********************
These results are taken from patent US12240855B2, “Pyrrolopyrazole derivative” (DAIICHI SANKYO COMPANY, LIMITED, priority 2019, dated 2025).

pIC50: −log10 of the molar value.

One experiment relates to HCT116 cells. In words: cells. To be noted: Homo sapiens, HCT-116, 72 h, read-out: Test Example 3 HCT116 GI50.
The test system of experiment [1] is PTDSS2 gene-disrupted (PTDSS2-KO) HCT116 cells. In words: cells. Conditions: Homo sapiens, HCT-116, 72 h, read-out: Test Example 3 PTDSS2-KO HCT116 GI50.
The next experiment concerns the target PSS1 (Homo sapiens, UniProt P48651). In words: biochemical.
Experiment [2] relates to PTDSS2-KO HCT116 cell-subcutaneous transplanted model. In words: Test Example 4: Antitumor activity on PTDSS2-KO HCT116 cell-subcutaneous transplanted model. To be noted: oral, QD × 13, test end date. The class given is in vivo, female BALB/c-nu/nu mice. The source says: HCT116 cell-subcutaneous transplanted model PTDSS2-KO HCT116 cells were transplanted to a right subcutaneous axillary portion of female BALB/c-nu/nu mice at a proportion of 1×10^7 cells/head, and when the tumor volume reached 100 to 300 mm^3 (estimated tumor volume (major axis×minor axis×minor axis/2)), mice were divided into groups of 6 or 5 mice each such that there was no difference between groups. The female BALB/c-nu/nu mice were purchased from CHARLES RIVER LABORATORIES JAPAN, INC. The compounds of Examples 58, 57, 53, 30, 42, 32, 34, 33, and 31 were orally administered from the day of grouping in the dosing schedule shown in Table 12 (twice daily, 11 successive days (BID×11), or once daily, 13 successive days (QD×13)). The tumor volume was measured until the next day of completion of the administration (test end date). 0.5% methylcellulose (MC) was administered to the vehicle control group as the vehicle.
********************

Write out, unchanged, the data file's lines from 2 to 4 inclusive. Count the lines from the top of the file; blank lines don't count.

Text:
pIC50: −log10 of the molar value.

One experiment relates to HCT116 cells. In words: cells. To be noted: Homo sapiens, HCT-116, 72 h, read-out: Test Example 3 HCT116 GI50.
The test system of experiment [1] is PTDSS2 gene-disrupted (PTDSS2-KO) HCT116 cells. In words: cells. Conditions: Homo sapiens, HCT-116, 72 h, read-out: Test Example 3 PTDSS2-KO HCT116 GI50.